Owner-Operator Independent Drivers Association, In v. Ledar Transport, Inc. et al

Filing 476

ORDER - Motions terminated: granting in part 450 plaintiffs' MOTION for attorney fees. Defendants shall file a supplemental response regarding motion to compel on or before 4/10/2009. Signed by Chief District Judge Fernando J. Gaitan, Jr. on 3/24/09. (Enss, Rhonda)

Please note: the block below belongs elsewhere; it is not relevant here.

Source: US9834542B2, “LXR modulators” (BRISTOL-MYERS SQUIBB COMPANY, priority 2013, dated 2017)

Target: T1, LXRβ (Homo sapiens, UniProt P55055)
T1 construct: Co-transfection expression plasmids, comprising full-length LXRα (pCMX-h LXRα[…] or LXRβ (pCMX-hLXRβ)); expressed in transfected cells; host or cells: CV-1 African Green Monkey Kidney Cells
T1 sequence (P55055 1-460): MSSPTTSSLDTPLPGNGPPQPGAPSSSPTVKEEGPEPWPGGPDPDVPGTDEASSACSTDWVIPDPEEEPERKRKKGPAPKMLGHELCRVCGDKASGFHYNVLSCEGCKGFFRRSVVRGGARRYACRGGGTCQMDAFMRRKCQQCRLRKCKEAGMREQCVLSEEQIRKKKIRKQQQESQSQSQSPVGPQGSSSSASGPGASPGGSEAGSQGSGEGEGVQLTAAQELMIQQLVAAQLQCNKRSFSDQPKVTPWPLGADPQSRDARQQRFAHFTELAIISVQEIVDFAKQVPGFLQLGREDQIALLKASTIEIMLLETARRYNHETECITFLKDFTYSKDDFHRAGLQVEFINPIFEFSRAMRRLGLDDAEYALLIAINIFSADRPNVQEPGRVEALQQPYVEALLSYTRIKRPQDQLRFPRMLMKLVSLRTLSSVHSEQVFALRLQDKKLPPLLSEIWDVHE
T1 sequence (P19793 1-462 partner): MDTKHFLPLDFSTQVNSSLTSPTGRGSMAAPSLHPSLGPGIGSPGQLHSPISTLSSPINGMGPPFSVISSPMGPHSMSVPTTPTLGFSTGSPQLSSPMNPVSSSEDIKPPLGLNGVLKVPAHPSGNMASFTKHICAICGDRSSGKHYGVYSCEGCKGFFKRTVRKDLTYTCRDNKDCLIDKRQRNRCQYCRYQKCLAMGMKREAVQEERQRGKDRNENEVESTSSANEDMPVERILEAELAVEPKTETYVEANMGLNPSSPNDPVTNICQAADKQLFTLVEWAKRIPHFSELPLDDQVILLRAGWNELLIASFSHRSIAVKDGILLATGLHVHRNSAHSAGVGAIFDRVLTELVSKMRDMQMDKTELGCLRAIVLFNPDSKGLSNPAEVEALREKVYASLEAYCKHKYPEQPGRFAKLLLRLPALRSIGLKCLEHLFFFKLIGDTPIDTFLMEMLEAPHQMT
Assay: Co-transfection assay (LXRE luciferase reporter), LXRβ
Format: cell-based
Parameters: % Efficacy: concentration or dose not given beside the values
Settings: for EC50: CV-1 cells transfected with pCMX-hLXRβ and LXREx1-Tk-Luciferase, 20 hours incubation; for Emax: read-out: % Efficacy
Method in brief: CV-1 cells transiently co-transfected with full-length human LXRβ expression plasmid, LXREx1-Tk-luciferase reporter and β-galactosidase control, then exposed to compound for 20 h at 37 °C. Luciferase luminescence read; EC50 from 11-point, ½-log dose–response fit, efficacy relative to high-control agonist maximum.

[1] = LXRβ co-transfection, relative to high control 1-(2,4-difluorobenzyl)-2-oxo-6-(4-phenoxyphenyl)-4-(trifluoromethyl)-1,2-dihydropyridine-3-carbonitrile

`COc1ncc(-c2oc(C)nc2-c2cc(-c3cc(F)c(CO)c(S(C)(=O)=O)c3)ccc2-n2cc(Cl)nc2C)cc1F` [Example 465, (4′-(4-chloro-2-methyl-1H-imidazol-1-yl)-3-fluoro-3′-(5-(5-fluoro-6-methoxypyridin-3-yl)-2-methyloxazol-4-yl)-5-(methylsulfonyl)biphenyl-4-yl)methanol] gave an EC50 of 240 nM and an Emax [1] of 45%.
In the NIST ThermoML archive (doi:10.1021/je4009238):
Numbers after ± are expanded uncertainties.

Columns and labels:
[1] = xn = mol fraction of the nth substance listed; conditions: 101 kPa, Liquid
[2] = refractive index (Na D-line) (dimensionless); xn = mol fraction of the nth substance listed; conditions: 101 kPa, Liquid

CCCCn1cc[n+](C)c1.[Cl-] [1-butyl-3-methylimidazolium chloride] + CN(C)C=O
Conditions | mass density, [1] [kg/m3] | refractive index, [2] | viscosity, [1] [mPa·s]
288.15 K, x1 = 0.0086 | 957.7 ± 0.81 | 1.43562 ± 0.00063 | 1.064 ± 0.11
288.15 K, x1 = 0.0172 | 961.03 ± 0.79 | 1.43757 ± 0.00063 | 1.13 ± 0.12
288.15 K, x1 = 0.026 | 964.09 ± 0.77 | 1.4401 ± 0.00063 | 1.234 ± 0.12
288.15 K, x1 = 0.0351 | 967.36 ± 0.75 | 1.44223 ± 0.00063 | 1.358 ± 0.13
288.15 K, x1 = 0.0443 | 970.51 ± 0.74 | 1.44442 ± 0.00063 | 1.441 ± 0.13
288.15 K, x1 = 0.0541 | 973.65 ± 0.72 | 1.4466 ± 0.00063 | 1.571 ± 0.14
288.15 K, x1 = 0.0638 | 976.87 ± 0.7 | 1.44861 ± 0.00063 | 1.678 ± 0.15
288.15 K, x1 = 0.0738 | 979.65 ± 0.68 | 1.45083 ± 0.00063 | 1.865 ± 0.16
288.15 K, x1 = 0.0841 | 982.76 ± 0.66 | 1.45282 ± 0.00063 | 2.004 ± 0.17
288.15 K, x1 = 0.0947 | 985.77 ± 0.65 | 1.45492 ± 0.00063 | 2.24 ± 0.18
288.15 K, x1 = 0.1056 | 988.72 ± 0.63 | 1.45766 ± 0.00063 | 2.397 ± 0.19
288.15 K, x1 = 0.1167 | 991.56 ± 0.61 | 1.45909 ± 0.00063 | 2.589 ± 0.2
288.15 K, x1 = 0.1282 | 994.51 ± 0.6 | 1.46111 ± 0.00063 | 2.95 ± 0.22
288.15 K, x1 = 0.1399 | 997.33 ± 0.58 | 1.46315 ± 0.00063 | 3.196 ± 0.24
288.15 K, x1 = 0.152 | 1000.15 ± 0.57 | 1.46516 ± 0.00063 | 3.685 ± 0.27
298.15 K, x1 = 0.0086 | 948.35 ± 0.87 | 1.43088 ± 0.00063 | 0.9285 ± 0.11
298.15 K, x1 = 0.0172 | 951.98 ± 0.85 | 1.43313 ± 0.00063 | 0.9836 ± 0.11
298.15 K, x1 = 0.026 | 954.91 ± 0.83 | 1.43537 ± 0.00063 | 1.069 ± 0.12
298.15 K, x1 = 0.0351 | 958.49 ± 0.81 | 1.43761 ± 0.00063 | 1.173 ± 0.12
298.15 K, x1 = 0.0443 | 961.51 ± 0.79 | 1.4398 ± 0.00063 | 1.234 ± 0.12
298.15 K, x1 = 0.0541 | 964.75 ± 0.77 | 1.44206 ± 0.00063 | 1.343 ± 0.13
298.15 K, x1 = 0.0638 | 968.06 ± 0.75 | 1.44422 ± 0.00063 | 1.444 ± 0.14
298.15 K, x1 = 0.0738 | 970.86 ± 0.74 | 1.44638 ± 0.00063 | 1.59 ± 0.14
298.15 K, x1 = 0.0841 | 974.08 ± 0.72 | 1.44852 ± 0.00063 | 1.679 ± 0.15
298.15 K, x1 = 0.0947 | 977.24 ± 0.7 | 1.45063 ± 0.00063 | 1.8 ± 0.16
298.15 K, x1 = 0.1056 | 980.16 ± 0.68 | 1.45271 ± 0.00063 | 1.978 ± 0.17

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IN THE UNITED STATES DISTRICT COURT FOR THE WESTERN DISTRICT OF MISSOURI WESTERN DIVISION OWNER-OPERATOR INDEPENDENT DRIVERS ASSOCIATION, INC., et al., Plaintiffs, vs. LEDAR TRANSPORT, et al., Defendants. ) ) ) ) ) ) ) ) ) ) No. 00-0258-CV-W-FJG ORDER Currently pending before the Court is plaintiffs' Motion for Attorney Fees and Expenses (Doc. # 450) and plaintiffs' Motion to Compel (Doc. # 464). I. BACKGROUND On March 17, 2000, plaintiffs filed a class action complaint on behalf of themselves and all those similarly situated against Ledar Transport, Inc. Plaintiffs sued Ledar for violations of the Truth-in-Leasing Regulations which govern the terms and conditions under which truck owner-operators lease equipment to authorized motor carriers for the transport of goods. On April 17, 2000, plaintiffs moved for a preliminary injunction. The Court heard argument on the motion and entered a preliminary injunction against Ledar on November 3, 2000. Plaintiffs moved to amend their Complaint on February 1, 2001 to name additional defendants Carl Higgs, Scott Higgs, Alice Norma Higgs and Hawthorne Leasing, Inc. The motion to amend was granted on May 2, 2001. Plaintiffs moved for class certification on June 6, 2001. The motion was granted on March 31, 2002. The parties filed cross-motions for summary judgment on liability on March 28, 2003. On January 7, 2004, the Court denied defendants' motion for summary judgment and granted in part plaintiffs' motion for summary judgment. The Court also granted plaintiffs' motions to dismiss counterclaims against the named plaintiffs as well as counterclaims against the Class. A three day bench trial was held on August 30, 2004 on liability issues only. The Court issued Findings of Fact and Conclusions of Law on December 30, 2004. The Court determined that Ledar's lease agreement with plaintiffs and class members violated the federal leasing regulations. Additionally, the Court determined that defendants Ledar and Hawthorne Leasing were instrumentalities of defendants Carl, Scott and Norma Higgs and held that the individual defendants were personally liable for Ledar's violations of the leasing regulations. Plaintiffs filed a motion for summary judgment on damages on April 26, 2007. The Court entered Findings of Fact and Conclusions of Law on March 31, 2008. Plaintiffs and class members requested $996,601.53 in damages. The Court awarded plaintiffs the total amount of damages requested. II. DISCUSSION A. Attorney Fees The Truth-in-Leasing regulations state: The district court shall award a reasonable attorney's fee under this section. The district court shall tax and collect that fee as part of the costs of the action. 49 U.S.C. 14704(e). `[T]he fee applicant bears the burden of establishing entitlement to an award and documenting the appropriate hours expended and hourly rates.' Hensley v. Eckerhart, 461 U.S. 424, 437, 103 S.Ct. 1933, 76 L.Ed.2d 40 (1983). The starting point in determining attorney fees is the lodestar, which is calculated by multiplying the number of hours 2 reasonably expended by the reasonable hourly rates. See Hensley, 461 U.S. at 433, 103 S.Ct. 1933. Hite v. Vermeer Manufacturing Co., 361 F.Supp.2d 935, 951-52 (S.D.Iowa 2005), aff'd, 446 F.3d 858 (8th Cir. 2006). The Eighth Circuit had adopted the guidelines for attorney's fees set forth by the Fifth Circuit in Johnson v. Georgia Highway Express, Inc., 488 F.2d 714, 717-19 (5th Cir. 1974). . . . In assessing attorney's fees, the district court must consider the following twelve factors: (1) the time and labor required, (2) the novelty and difficulty of the question, (3) the skill requisite to perform the legal services properly, (4) the preclusion of other employment due to acceptance of the case, (5) the customary fee, (6) whether the fee is fixed or contingent, (7) time limitations imposed by the client or the circumstances, (8) the amount involved and the results obtained, (9) the experience, reputation and ability of the attorneys, (10) the undesirability of the case, (11) the nature and length of the professional relationship with the client and (12) awards in similar cases. . . . Under the Johnson standards, the minimum award should generally be not less than the number of hours claimed times the attorney's regular hourly rate. . . . This statement, however, [is] not a complete limitation on the district court's discretion to award only reasonable attorney fees, but only a general guideline to be followed in the absence of unusual circumstances. Id. at 952 (internal citations and quotations omitted). Through April 2008, plaintiffs' counsel state they have spent 4,959.7 hours in attorney time and have billed a total of $1,280,327 in attorneys' fees. The time spent and the fees billed are supported by an affidavit of Paul D. Cullen, Sr. Plaintiffs state that they have incurred litigation expenses in the amount of $184,875.50. Plaintiffs initially sought an award of $1,465,202.50. In their reply suggestions, in response to defendants' objections, plaintiffs have withdrawn their request for reimbursement of expert witness fees ($49,488.66) and computer related research fees ($28,288.56). Defendants have raised three objections to the plaintiffs' motion: 1) The hourly wage requested is too high; 2) Plaintiffs' attorneys over-lawyered the case; 3) Class 3 Counsel are only entitled to costs listed in 28 U.S.C. 1920. 1. Hourly Fee Defendants argue that the rates charged by class counsel are excessive. Plaintiffs' counsel are located in Washington D.C. and defendants state that the D.C. rates are excessive compared with the rates charged by attorneys in the Kansas City market. Defendants argue that because the case was litigated in Kansas City, attorney fees should be determined by the prevailing rates in Kansas City. Defendants state that Paul Cullen charged $350.00 per hour, James Whittle billed $250.00 an hour and David Cohen billed $325.00 an hour. Defendants argue that John C. Dods, III, local counsel for plaintiffs, only billed $250.00 an hour and that this is the highest rate which should be allowed. In response, plaintiffs state that the Eighth Circuit has recognized that in cases where counsel has special expertise, the court may award fees based on a geographic market beyond the locality where the litigation occurred. Plaintiffs state that the Cullen Law Firm has special expertise in litigating cases seeking to enforce the Truth-inLeasing regulations. Additionally, plaintiffs state that their rates are well below prevailing rates for other Washington, D.C. law firms. In support of this plaintiffs have attached a Legal Services survey of legal billing rates for 2003, which show rates substantially higher than $250.00 an hour. In Hendrickson v. Branstad, 934 F.2d 158 (8th Cir. 1991), the Court stated, "[i]n determining whether a fee is reasonable, the special skill and experience of counsel should be reflected in the reasonableness of the hourly rates." Id. at 164 (internal citations and quotations omitted). The Court finds that the rates charged by plaintiffs, are not excessive for the Kansas City legal community. Especially, considering that local counsel for plaintiffs 4 billed $250.00 per hour. Accordingly, the Court will allow plaintiffs' counsel to charge the rates reflected in their Motion. 2. Plaintiffs' Attorneys "Over-lawyered" the Case Defendants also argue that plaintiffs' lawyers fees should be reduced because the amount includes many hours billed to claims which are unrelated to the actual claims litigated. Defendants state that plaintiffs' counsel have included in their fee request a significant amount of hours expended on "frivolous claims that were ultimately never brought before the court. These claims were factually and legally unrelated to the issues eventually litigated that any hours spent pursuing these claims should be disregarded in the lodestar amount." (Defendants' Suggestions in Opposition, p. 6). Another example of "over-lawyering" defendants argue is when two attorneys, who billed over $300.00 an hour attended the deposition of plaintiff Gary Doss. Defendants also argue the plaintiffs counsel spent excessive time drafting the complaint (120.6), drafting the motion for summary judgment (287.8) and drafting the trial brief (54.9). Defendants argue that plaintiffs ultimately recovered only a fraction of the claims pled, investigated and litigated and thus the Court should reduce the amount awarded. In reply, plaintiffs state that all of the claims which were pled were brought before the Court in the eight years that this case was litigated. With regard to the allegations of overcharging, plaintiffs state that two attorneys attended the deposition of Gary Doss, as he was a former employee of Ledar who provided critical testimony. With regard to the amount of time spent to complete certain tasks, plaintiffs' counsel states that 120 hours were spent drafting both the original and the amended complaint and that both of these complaints contained many detailed factual allegations and legal theories. As to the amount of time spent on the summary judgment motions, plaintiffs' 5 counsel state that they spent time drafting plaintiffs' motion for partial summary judgment as well as a significant amount of time responding to defendants' crossmotion for summary judgment. Even though defendants state that plaintiffs' counsel spent an excessive amount of time on frivolous claims which were never brought before the Court, defendants fail to explain or describe what these "frivolous claims" were. Plaintiffs were very successful on their claims and the Court did not dismiss any claims as "frivolous." However, the Court does agree with defendants that some of the fees charged by plaintiffs were excessive. The Court has reviewed the extensive billing records submitted by plaintiffs and found numerous excessive charges. Examples include almost 45 hours billed for legal research regarding UCC violations and contract law in Missouri, unconscionability, res judicata, claim preclusion, Missouri torts, fraud and secured transactions. Another entry was for 12 hours spent "finalizing class complaint and send to local counsel for filing; communicate with outside attorney regarding lease-purchase agreements and security agreements." There were several entries relating to the preparation and revision of the motion for Preliminary Injunction, totaling 78 hours. There were numerous other entries for excessive time spent during various phases of the case. The total of these excessive charges amounted to $242,266.00 or roughly 16.5 % of the total fees requested by plaintiff. Rather than analyzing each individual excessive charge, the Court will reduce plaintiff's fees by 16.5 % to account for the "over-lawyering." The original amount requested by plaintiffs was $1,465,202.50. This figured has been reduced by 16.5% or $241,758.41, which represents the percentage of the fees which the Court found to be excessive. Therefore, the total amount of attorney fees which the Court will award is: $1,223,444.09. 6 3. Award of Costs As noted previously, the Truth in Leasing regulations state: "The district court shall award a reasonable attorney's fee under this section. The district court shall tax and collect that fee as part of the costs of the action." 49 U.S.C. 14704(e). In addition to attorney fees, plaintiff as the prevailing party is entitled to recover his costs as provided in Fed.R.Civ.P. 54(d) and 28 U.S.C. 1920. 28 U.S.C. 1920 provides: A judge or clerk of any court of the United States may tax as costs the following: (1) Fees of the clerk and marshal; (2) Fees of the court reporter for all or any part of the stenographic transcript necessarily obtained for use in the case; (3) Fees and disbursements for printing and witnesses; (4) Fee for exemplification and copies of papers necessarily obtained for use in the case; (5) Docket fees under section 1923 of this title; (6) Compensation of court appointed experts, compensation of interpreters, and salaries, fees, expenses and costs of special interpretation services under section 1828 of this title. Ledar argues that it should only be liable for the costs set forth in 1920 and not for any additional expenses because 14704(e) contains no provision for including expenses in the costs shifted to defendant. In support of this argument Ledar cites to Smith v. Tenet Healthsystem SL, Inc., 436 F.3d 879, 889 (8th Cir. 2006). This case states, "[d]istrict courts may award costs to a prevailing party. Fed.R.Civ.P. 54(d). However, such costs must be set out in 28 U.S.C. 1920 or some other statutory authorization. Crawford Fitting Co. v. J.T. Gibbons, Inc., 482 U.S. 437, 438, 107 S.Ct. 2494, 96 L.Ed.2d 385 (1987)." Plaintiffs however in their reply suggestions state that the defendants' position has recently been rejected by the Eighth Circuit. In Sturgill v. United Parcel Service, Inc., 512 F.3d 1024 (8th Cir. 2008), the defendant argued that the district court had erred 7 in including attorney travel and private process server expenses in its award of costs because these were not recoverable costs under 1920. However, the Eighth Circuit stated: The district court rejected UPS's contention because other circuits have construed 2000e-5(k) as allowing the award of "reasonable out-ofpocket expenses incurred by the attorney which are normally charged to a fee paying client." . . . We conclude that this rule is consistent with the Supreme Court's decision in Missouri v. Jenkins, 491 U.S. 274, 285, 109 S.Ct. 2463, 105 L.Ed.2d 229 (1989), as construed in W.Va. Univ. Hosps., Inc. v. Casey, 499 U.S. 83, 99-100, 111 S.Ct. 1138, 113 L.Ed.2d 68 (1991). UPS does not argue that the expenses in question are not normally charged to fee-paying clients. Accordingly, the district court did not abuse its discretion in awarding these costs. Id. at 1036 (internal citations omitted). Plaintiffs in their Motion for Attorneys Fees and Costs separated the fees by category, such Pre-Trial Investigations, Pre-Trial Interviews, Pre-Trial Drafting, etc. However, plaintiffs did not break down their expenses in terms of the types of expenses they are seeking to recover, such as: airfare, travel expenses, trial expenses, copy costs, postage, telephone charges and fax charges. Before determining what costs should be awarded, the Court would like the plaintiffs to submit a list of their expenses by category. Plaintiffs shall submit the list of their expenses to the Court on or before Friday April 10, 2009. The Court will defer making a final determination on this issue until after the expenses have been reviewed. B. Motion to Compel Plaintiffs served on defendants post-judgment document requests and interrogatories. Plaintiffs are seeking information regarding the assets of defendants for the purpose of commencing collection efforts for the amounts due under the Judgment. When defendants responded, they provided only a one sentence statement that the 8 defendants were asserting their "Fifth Amendment privilege against self-incrimination guaranteed by the Fifth Amendment of the United States Constitution and Article I, Section 19 of the Missouri Constitution." Plaintiffs argue that the defendants cannot make a blanket assertion that the privilege applies to all the discovery requests. Rather, plaintiffs argue that the party must be specific as to the claim of privilege with request to each question asked or document requested. Defendants state that the cases cited by plaintiffs are not on point as they involve parties invoking their Fifth Amendment privilege in response to subpoenas from governmental agencies. Additionally, defendants argue that once the right against self-incrimination has been asserted, a rebuttable presumption arises that the answer to the question posed might tend to incriminate the answering party. Plaintiffs can rebut this presumption by showing that the answer to the question cannot possibly tend to incriminate the answering party. Plaintiffs state that the defendants have arbitrarily invoked the privilege in this case and that the law does not allow for the blanket assertion of the privilege. Rather, plaintiffs state that the defendants are obligated to go through each individual document request and interrogatory and assert the privilege where applicable. In State of Missouri ex rel. Jackson County Prosecuting Attorney v. Moorhouse, 70 S.W.3d 552 (Mo.App. 2002), the Court stated, "the trial court need not blindly accept the assertion of the privilege and may inquire as to whether it has a rational basis or has even been waived." Id. at 557. In State ex rel. Long v. Askren, 874 S.W.2d 466 (Mo.App. 1994), the Court also noted, "[t]he trial court can compel the witness to answer the question only after it finds, as a matter of law, that the witness' response to the question cannot possibly tend to incriminate the witness. . . .The trial court is given wide latitude in this determination." Id. at 472. 9 In their suggestions in opposition to the Motion to Compel, defendants state only that there are multiple criminal proceedings currently being prosecuted against the defendants. However, they go into no further detail regarding these prosecutions or what the current status is. Without more information, the Court is unable to make a determination regarding the Motion to Compel. Accordingly, defendants shall file a supplemental response on or before Friday April 10, 2009. III. CONCLUSION For the reasons stated above, the Court hereby GRANTS IN PART plaintiffs' Motion for Attorney Fees and Expenses (Doc. # 450). Date: 03/24/09 Kansas City, Missouri S/ FERNANDO J. GAITAN, JR. Fernando J. Gaitan, Jr. United States District Judge 10